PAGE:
Historians and cultural critics alike love assigning names to eras and identifying cultural moments, as well as the people and trappings that define them. It’s a curious irony that these namings only take place once the era has passed. We have a more difficult time defining the moments and cultures we currently inhabit. It often takes an outsider, viewing us through the distance of culture, to neatly explain ourselves to ourselves. Studio 54 and Beyond: The Photography of Hasse Persson, accomplishes this feat, all while managing to steer clear of stereotypes and tropes. It’s an exhibition of (mostly) black and white photography which remains vital through Persson’s use of lighting techniques and framing. It’s a porthole into a past which seems so removed from our own, yet presents haunting echoes of the present. The work of the Swedish photographer, who focused his lens on America between the years of 1967 and 1990, edits the American experience of that time into frames that are by turns scathing, ethereal, and dignified.
The exhibition begins with Persson’s travels through the rural south, where he trained his lens on the lives of lower and middle class African-americans. The resulting series depicts a variety of scenes, from the interiors of people’s homes painstakingly decorated with framed photos to men working in the afternoon sun to dig a grave. The most nuanced of this series is a shot of a woman’s hand on the back of a wooden church pew, where a man sits, likely listening to a sermon. In her hand is a fan, relief against the close heat of a packed house of worship. Persson has centered the fan in his composition, on which is printed an Alpine scene. This image, so foreign to rural Mississippi, yet likely so familiar to Persson’s eyes, is a reminder of Persson’s role as an outsider, a reflection of his distance.
When Persson’s touch is gentle, as in the church pew photo, it can be quietly poignant–a throughline he is able to find even amidst the bacchanal of Studio 54.The photographer was allowed “unfettered access by club owner Steve Rubell,” and he spent 100 nights at the famed nightclub photographing the revelry. One example of Persson’s subtlety is a large photograph of two mustachioed men in satin, tulle and feathered ballerina costumes sitting together on a loveseat looking pleasantly bored. It’s a respite compared with the splashy light techniques Persson uses in his scenes of partygoers. Shots of Andy Warhol and Diane Furstenberg and Liza Minelli et al make the cut, but the most fascinating in the group are those images that reveal a crush of nude or half-nude bodies in full abandon amidst the bouncing light. Conservatives and leftists alike famously tsked at the club’s decadence (Joe Strummer confessed in self-horror that he’d gone there himself one night) but there’s something to be said for the pure joy being expressed by young queer people, women, and people of color among the glitterati in this place. They look beautiful and free, as though the Disco offered a different set of hierarchies than the larger world…the most beautifully strange at the top of the heap. A wall text quotes Persson as saying, “what was interesting is that women felt secure enough to dance nude in the place. This is after the feminist movement of the 70’s: if a woman wanted to be nude, that was her privilege.”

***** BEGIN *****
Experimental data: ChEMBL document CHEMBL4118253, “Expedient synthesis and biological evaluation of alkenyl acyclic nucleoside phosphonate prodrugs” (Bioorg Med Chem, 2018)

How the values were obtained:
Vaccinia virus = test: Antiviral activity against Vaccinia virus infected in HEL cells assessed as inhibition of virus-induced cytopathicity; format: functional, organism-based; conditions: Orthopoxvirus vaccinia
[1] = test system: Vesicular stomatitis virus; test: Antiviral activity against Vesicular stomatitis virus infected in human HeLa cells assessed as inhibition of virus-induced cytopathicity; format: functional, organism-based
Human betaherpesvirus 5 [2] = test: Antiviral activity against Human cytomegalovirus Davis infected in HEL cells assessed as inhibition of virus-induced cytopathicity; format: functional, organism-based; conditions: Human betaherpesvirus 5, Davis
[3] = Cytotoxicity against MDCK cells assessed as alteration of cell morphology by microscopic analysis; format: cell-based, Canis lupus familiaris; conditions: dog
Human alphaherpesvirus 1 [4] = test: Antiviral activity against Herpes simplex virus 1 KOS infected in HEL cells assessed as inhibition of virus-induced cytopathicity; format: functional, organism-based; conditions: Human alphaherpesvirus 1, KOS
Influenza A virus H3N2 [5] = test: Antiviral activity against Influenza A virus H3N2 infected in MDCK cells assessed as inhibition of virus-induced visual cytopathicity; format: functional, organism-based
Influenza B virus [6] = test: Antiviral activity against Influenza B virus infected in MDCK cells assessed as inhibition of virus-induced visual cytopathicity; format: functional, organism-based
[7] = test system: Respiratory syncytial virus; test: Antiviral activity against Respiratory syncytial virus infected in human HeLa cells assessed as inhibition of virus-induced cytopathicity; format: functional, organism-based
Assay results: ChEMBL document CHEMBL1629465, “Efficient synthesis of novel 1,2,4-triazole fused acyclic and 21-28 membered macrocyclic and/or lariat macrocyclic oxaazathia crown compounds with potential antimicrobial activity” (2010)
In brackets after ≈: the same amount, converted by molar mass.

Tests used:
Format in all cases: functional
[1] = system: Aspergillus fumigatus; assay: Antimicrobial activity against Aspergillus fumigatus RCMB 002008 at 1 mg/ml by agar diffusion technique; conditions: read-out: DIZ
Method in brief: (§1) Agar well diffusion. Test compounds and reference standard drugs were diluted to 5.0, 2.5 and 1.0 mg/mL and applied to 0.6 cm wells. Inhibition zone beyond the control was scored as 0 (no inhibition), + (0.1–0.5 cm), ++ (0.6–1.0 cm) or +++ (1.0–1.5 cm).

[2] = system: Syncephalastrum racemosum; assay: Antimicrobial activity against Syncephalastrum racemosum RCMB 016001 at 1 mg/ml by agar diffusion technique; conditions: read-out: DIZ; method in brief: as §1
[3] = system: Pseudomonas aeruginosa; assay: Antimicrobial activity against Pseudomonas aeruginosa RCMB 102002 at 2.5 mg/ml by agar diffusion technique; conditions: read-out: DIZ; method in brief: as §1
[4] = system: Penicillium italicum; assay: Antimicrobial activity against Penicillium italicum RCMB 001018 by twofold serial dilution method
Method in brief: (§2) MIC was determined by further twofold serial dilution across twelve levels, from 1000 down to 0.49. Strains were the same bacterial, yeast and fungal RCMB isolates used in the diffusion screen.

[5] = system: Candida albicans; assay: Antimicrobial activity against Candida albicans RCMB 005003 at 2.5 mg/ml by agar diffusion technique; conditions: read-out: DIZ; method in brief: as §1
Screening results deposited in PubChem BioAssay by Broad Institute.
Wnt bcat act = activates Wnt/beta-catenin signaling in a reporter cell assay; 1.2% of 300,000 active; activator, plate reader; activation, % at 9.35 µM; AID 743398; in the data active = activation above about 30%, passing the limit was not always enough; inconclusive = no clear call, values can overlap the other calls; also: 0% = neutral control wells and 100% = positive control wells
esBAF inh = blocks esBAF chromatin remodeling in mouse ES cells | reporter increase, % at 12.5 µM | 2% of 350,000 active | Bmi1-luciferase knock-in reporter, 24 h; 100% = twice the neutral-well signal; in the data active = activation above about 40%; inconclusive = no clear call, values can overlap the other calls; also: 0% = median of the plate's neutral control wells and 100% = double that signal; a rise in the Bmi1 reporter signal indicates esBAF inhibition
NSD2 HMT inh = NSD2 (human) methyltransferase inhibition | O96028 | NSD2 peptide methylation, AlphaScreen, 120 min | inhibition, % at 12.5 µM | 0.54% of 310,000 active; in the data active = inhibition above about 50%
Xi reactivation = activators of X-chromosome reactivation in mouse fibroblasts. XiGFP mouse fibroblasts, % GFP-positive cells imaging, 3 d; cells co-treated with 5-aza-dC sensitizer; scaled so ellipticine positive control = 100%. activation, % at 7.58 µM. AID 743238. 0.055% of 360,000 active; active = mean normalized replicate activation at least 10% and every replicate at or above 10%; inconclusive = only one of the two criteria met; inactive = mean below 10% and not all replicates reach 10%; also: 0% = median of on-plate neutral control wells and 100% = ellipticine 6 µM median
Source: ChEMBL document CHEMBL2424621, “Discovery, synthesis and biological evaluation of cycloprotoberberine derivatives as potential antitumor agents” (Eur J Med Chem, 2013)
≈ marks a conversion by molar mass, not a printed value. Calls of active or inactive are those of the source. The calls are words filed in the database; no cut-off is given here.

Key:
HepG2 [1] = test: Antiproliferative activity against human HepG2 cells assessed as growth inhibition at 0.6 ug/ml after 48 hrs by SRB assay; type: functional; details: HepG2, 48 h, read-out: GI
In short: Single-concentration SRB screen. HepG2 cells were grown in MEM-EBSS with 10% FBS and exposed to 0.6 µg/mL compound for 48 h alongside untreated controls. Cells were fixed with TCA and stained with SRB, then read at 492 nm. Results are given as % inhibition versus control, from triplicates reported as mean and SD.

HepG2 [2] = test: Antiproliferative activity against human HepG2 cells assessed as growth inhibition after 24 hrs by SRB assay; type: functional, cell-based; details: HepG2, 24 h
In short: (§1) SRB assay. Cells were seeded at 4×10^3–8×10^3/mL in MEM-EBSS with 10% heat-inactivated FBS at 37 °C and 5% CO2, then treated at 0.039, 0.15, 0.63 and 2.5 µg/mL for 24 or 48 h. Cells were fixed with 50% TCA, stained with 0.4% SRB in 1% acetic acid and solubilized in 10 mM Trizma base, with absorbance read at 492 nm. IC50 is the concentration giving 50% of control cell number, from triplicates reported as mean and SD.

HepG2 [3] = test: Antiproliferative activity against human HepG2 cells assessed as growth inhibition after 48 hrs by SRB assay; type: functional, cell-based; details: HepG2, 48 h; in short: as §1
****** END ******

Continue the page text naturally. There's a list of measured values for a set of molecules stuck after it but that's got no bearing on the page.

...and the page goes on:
Persson also presents more conventional photos of notable celebrities and political figures. Looking back through the distance of several decades, it is with a quiet thrill that we see those who have passed or grown old and infirm returned to life and in their prime. Persson, perhaps because he was a young man himself at that time, was especially good at capturing the beauty of young people. His shots of a handsome and intense Muhammed Ali, bored American soldiers in Vietnam, and his own self- portrait as a young man juxtapose the fleeting nature of time with the surety of youth.
But where the exhibition is a bit heavy-handed are the political photographs, first of Nixon (accompanied by the president’s famously contradictory quotations “I am not a crook,” etc.) and at the show’s exit a color portrait of the Reagans. An etched glass frame superimposes the words The End over their faces. Without the accompanying texts, the images reveal little new information about their subjects. With the texts, however, they give us too clear an image of the photographer himself. They lack the nuance and quiet humor of the show’s best works, things all Americans could use in our current political moment. For Persson, the Reagans may simply represent “the end” to his own era of American discovery, but as we exit this exhibition we are keenly aware that the story continues. We walk back into the malaise of a present as yet undefined, but unfolding itself newly and unsurely around us each day.